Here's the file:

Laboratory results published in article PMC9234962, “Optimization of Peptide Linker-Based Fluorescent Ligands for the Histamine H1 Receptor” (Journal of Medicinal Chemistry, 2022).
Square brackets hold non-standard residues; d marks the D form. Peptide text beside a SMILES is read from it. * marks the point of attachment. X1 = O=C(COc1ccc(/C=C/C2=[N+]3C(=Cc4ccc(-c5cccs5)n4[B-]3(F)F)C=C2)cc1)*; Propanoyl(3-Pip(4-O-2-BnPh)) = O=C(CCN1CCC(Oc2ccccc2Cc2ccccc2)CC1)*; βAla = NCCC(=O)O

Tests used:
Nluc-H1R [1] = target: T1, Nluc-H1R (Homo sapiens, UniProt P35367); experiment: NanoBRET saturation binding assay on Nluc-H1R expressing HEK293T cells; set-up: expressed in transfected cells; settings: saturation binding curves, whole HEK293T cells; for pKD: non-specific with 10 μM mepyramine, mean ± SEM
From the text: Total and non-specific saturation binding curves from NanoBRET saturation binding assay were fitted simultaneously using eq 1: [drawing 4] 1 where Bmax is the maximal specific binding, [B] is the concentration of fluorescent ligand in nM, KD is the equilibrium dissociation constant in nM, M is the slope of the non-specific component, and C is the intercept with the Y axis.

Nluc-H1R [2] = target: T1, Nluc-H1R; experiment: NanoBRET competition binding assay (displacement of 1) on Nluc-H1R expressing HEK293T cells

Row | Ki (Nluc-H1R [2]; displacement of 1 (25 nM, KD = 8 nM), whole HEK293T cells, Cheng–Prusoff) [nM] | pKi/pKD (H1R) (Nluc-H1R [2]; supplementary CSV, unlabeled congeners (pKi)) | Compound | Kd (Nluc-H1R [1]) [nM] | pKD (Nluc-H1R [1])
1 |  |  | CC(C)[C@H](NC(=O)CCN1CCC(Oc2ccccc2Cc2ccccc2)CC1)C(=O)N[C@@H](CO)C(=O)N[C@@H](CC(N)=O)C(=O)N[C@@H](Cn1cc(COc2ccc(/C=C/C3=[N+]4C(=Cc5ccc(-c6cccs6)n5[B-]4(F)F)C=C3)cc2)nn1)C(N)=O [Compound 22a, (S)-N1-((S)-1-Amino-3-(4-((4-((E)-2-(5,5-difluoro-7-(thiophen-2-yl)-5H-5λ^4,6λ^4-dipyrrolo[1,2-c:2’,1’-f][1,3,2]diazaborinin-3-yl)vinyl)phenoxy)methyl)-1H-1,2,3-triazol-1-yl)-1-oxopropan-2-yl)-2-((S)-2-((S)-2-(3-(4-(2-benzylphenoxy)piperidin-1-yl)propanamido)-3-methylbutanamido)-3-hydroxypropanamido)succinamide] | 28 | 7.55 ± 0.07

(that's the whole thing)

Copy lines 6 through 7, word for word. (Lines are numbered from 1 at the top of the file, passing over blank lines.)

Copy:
Nluc-H1R [2] = target: T1, Nluc-H1R; experiment: NanoBRET competition binding assay (displacement of 1) on Nluc-H1R expressing HEK293T cells

Row | Ki (Nluc-H1R [2]; displacement of 1 (25 nM, KD = 8 nM), whole HEK293T cells, Cheng–Prusoff) [nM] | pKi/pKD (H1R) (Nluc-H1R [2]; supplementary CSV, unlabeled congeners (pKi)) | Compound | Kd (Nluc-H1R [1]) [nM] | pKD (Nluc-H1R [1])